Removing boot insoles back at hunt camp.
There are a lot of things that can go wrong with gear. Gear can fail just before a hunt, during a hunt, or just as we reach the end of our hunt. Obviously, there are multiple reasons as to why this happens; however, one piece of gear that can last for a long time and only requires a little maintenance is our boots.
When folks stop by the showroom at GOHUNT headquarters or drop us an email and exchange hunt stories with us, boots usually come up as either a high or low spot. Either “These things made all the difference” or “This certain boot killed my feet, and I’m looking for a new pair.” I’m here to save you a little grief and money and share our experience with boot care. You probably spent some pretty pennies, so you should spend a little more time caring for your boots than you might already be doing.
Not everyone wears full-on "boots" on a hunt. Some hunters prefer lightweight hiking boots, low-top approach shoes, or even trail runners. Everyone has their own comfort preference; however, this article will focus on some helpful habits to maintain synthetic, hybrid (synthetic and leather), and leather boots between hunts or seasons — and these methods are actually beneficial for all footwear.
Boots have come a long way, and companies have introduced innovations to increase comfort, breathability, and durability, but that only lasts as long as we take care of our boots. So, despite the idea that they’re tough, boots shouldn’t be left covered in mud and tossed in the garage for months. Here are some simple methods for quick boot care after each hunt:
Removing the insoles allows the moisture inside our boots to dry out and breathe, reducing odors and preventing fungus or bacteria from developing. Warm, damp environments are not a good place for our feet. Next, remove your laces and set them in a shallow bowl with warm water and some non-aggressive detergent like Granger’s Wash & Repel Clothing 2 in 1. Finally, wipe your boots down to remove any debris, dust, mud or blood. When dust and dirt get into your laces, the laces can dry out and when you go to lace up your boots again — SNAP! The laces break.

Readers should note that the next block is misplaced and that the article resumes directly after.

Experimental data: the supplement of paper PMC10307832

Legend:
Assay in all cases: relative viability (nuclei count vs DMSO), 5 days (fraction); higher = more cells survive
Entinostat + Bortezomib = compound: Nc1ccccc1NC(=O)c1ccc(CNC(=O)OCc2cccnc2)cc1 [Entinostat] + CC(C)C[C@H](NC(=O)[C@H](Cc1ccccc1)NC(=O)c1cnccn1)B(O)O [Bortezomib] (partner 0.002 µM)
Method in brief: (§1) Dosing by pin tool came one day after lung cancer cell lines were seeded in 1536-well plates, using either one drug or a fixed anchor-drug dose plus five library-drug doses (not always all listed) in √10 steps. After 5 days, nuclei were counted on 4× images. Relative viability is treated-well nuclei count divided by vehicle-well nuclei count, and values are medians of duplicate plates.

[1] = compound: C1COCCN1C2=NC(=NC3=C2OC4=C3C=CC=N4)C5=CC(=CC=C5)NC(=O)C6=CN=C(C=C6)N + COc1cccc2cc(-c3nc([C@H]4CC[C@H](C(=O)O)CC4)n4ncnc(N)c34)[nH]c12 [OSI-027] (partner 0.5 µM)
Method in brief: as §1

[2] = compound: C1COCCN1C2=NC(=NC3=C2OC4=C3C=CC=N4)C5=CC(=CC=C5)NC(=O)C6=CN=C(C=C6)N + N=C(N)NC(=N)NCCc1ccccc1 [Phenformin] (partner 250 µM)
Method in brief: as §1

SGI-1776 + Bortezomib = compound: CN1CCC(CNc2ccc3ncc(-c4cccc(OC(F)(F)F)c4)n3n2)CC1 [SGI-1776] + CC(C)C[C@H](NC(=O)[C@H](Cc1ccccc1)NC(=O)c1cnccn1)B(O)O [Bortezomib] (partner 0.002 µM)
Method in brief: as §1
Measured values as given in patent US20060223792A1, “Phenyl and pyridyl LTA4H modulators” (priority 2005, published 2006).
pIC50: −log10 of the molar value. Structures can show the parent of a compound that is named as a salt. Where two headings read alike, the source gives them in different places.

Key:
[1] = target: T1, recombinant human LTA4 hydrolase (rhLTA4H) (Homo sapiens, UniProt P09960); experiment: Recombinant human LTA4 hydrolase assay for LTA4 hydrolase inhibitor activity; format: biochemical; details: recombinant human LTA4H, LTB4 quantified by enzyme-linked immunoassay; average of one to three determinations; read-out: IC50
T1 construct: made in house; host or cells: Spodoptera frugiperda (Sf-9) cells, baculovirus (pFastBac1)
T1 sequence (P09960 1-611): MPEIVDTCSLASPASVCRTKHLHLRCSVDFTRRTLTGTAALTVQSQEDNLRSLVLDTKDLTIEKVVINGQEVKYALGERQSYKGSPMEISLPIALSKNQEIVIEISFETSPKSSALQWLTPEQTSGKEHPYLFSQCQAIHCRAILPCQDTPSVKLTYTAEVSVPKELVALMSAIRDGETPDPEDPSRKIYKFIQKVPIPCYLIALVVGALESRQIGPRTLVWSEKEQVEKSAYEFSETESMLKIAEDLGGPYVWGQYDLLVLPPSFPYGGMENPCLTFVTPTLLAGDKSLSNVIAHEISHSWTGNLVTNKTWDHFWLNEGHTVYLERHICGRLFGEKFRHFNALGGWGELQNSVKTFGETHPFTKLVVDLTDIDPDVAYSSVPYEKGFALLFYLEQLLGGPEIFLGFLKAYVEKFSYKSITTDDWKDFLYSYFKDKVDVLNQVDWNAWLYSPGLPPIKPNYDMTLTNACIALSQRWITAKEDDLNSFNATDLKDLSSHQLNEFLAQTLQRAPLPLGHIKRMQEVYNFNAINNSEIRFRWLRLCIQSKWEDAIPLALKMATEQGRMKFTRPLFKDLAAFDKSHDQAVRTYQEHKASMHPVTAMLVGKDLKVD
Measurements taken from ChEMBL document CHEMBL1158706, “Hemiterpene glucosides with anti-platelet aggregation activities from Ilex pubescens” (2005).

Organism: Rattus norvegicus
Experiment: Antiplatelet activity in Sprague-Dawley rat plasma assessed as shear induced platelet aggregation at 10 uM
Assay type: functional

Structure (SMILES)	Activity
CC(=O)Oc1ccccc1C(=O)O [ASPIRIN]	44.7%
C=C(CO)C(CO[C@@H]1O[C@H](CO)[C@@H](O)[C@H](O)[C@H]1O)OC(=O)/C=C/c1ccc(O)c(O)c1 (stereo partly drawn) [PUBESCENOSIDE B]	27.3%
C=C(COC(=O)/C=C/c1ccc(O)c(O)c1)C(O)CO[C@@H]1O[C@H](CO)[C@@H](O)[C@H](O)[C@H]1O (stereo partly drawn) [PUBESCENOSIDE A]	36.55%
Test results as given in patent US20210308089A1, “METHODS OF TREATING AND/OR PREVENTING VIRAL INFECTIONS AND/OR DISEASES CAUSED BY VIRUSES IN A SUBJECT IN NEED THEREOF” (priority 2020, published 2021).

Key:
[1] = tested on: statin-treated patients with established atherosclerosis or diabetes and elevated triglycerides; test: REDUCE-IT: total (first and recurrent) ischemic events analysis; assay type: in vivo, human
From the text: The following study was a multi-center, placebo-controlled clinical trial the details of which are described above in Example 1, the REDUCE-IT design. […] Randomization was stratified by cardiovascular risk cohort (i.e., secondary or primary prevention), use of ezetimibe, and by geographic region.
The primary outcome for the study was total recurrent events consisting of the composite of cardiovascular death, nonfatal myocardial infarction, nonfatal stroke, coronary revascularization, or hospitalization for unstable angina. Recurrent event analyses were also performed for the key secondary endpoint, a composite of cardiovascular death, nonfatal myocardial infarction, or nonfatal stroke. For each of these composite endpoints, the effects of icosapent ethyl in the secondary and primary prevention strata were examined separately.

Synthetic boots, like a Salewa Mountain Trainer Lite Mid GTX boots or Hanwag Friction II GTX, are lighter, more breathable, and more susceptible to splitting at high-wear areas around stitching and the toe box.
I recommend using an old toothbrush and the solution from your shallow bowl to brush any stitch lines in the boot, removing sediment that can create issues later. This tip is also useful on hybrid boots consisting of both synthetic and leather like nubuck. Sediments like sand and clay can work into threads and separate material, creating holes or blockages in waterproof liners like GORE-TEX. These issues could have been the reason if you’ve ever had a pair of “waterproof” boots that leaked or didn’t breathe well after one season or a few hunts.
Leather boots are the epitome of hunting footwear: tough and reliable. With these redeeming qualities, nubuck or full-grain leather boots require more attention and care between hunts. After returning from a hunt, start your boot care process of removing the insoles and laces and wiping your leather boots down with a damp cloth and a non-aggressive cleaner, preparing the leather for conditioning or at least applying some repellent like Hanwag Waterproofing, Kenetrek Waterproofing Boot Wax or Grangers Footwear Repel plus to revitalize the leather boots. These simple processes are a great way to maintain your boots between hunts because it doesn’t take long for a pair of leather boots to dry out, crack, shrink or delaminate from the outsole. Another great product is the Grangers Footwear Care Kit, with everything you need and a boot brush.
For some of us, this process of maintaining boots is second nature, but for others, we might only hunt in them once or twice a year and pay little attention to how we store our gear. Looking at the gear we use in any outdoor adventure, good footwear is the most critical.
Hunting boots aren’t cheap; if they are, remember that price point matches performance; even an inexpensive pair of boots deserves some care and conditioning. I hope this article helped provide you with some insight on being more boot care aware, but please reach out if you have any questions. Keep it simple and hunt safe!
Remove the insoles.
Remove the laces.
Wipe down your boots with a damp cloth.